Human rights nonprofit Remake is building off the success of its #PayUp campaign with the launch of its inaugural transparency report.
And it’s drawing attention to where the industry has erred when it comes to sustainability.
“One of the reasons I believe that we haven’t made much progress on sustainability is for too long the research has been paid for and controlled by brands,” Ayesha Barenblat, Remake founder and chief executive officer said of the Remake 2020 transparency report, which challenges existing brand-funded reports. “Whenever brands don’t meet the criteria, we just change the goal posts.”
The report was built with insight from human rights, climate, water and waste experts with consultation from “un-compromised” university partners such as Timo Rissanen, associate professor of fashion and textiles at University of Technology Sydney, and Lynda Grose, chair of fashion design at California College of the Arts. Importantly, Remake’s ratings are only based on what information is publicly disclosed.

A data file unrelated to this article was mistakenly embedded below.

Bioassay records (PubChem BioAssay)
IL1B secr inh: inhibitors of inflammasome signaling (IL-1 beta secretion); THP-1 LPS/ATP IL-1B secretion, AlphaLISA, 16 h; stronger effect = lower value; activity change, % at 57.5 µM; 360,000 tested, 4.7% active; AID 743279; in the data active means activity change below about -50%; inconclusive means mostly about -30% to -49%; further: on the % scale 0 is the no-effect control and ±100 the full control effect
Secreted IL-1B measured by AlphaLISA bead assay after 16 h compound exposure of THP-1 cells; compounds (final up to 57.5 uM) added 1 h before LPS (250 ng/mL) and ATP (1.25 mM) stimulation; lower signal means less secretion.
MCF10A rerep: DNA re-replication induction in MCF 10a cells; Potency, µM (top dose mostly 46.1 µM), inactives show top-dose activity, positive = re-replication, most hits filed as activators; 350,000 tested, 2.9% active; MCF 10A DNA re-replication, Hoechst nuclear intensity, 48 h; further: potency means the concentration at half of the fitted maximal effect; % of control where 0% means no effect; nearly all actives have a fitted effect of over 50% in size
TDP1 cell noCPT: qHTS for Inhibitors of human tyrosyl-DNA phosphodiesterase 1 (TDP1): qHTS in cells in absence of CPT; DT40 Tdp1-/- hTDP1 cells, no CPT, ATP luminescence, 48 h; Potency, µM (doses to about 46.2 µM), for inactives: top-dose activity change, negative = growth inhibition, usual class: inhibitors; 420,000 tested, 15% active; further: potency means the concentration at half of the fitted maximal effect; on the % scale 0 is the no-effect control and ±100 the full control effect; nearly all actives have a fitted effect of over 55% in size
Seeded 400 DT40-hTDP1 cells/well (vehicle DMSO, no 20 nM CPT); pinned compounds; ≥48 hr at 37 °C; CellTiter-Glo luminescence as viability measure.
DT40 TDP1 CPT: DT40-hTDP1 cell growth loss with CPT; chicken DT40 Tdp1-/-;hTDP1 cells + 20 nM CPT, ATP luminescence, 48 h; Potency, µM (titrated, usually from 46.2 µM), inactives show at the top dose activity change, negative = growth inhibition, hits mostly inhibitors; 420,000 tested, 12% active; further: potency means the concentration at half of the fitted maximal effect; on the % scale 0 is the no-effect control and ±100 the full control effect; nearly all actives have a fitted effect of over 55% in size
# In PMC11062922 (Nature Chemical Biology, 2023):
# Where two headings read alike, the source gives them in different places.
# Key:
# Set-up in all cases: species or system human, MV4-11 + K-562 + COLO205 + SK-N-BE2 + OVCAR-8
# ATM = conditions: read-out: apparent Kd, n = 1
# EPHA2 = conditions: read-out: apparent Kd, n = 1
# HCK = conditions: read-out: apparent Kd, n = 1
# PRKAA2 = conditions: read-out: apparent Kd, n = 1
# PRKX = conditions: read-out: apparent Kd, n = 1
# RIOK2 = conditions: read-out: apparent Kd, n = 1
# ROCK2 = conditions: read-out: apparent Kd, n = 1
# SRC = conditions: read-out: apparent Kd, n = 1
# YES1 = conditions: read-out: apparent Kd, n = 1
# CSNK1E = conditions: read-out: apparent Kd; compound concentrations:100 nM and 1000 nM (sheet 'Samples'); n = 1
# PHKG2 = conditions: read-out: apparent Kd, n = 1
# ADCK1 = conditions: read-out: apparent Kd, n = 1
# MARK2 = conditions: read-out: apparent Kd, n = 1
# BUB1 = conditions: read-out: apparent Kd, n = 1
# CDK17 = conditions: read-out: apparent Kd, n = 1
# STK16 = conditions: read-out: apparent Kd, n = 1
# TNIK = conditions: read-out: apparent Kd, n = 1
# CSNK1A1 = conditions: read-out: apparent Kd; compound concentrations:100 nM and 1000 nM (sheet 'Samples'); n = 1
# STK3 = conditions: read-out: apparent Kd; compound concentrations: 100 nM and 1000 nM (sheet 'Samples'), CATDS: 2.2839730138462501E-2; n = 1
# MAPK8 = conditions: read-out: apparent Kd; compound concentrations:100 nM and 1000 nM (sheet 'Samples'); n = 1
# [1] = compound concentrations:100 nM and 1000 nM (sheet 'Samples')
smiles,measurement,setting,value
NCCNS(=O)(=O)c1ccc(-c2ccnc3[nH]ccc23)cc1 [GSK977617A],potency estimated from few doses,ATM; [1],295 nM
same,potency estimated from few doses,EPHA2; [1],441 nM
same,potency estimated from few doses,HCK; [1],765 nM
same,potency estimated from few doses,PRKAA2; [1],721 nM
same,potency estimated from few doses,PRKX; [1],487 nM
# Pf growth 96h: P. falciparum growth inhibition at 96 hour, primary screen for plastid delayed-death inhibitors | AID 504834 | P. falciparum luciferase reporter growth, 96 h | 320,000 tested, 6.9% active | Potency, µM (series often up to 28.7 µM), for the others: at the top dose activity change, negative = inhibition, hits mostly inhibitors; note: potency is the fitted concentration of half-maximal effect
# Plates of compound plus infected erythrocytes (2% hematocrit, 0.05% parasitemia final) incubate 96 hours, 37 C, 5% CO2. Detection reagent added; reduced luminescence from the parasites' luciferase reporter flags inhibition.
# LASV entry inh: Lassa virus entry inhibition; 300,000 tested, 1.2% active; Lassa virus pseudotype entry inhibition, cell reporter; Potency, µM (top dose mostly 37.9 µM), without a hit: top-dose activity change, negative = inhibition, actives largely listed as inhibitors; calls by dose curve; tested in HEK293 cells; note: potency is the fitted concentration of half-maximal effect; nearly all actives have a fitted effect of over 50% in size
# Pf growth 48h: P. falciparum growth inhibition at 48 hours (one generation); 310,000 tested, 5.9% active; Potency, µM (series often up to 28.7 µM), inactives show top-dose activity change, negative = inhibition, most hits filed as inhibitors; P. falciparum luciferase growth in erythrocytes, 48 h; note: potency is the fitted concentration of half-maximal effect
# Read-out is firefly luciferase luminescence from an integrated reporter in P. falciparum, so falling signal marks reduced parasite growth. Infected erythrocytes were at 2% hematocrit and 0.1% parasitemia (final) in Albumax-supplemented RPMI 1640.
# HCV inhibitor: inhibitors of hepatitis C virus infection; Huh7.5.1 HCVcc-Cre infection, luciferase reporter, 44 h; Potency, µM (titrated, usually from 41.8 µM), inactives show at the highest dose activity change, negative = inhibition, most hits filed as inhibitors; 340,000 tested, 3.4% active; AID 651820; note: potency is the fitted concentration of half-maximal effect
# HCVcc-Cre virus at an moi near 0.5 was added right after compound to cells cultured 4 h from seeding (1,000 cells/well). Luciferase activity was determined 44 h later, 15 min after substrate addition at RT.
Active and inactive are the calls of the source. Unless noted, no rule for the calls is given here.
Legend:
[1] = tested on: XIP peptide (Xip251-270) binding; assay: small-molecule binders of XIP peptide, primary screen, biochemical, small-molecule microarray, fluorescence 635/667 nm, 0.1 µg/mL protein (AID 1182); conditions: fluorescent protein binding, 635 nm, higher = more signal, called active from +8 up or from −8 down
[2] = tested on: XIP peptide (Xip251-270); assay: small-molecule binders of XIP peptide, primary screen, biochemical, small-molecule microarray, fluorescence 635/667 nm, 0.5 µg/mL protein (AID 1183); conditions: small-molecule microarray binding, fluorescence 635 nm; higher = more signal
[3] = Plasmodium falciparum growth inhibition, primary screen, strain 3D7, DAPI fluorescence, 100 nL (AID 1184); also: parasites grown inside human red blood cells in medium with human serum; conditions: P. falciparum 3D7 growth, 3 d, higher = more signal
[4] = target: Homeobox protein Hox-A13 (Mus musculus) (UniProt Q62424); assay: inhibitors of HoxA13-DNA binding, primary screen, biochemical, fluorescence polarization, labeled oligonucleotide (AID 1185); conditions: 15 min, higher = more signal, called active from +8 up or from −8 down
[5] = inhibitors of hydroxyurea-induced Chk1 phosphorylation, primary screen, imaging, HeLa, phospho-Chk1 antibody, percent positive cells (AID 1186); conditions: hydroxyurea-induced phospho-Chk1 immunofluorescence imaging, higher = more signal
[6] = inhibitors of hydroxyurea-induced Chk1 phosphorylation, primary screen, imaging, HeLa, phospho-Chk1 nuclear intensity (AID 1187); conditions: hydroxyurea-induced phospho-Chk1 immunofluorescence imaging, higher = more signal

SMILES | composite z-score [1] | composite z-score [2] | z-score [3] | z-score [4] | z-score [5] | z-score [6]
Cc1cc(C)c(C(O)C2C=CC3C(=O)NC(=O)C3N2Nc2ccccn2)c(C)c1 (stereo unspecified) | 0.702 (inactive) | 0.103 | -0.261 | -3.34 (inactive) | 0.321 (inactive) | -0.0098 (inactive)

“You can’t just buy your way for a sustainable future,” said Barenblat, challenging how brands and consumers have embraced sustainability in recent months.
True to Remake’s core pillars of “transparency, education and leadership development” — research was funded by the Remake team, including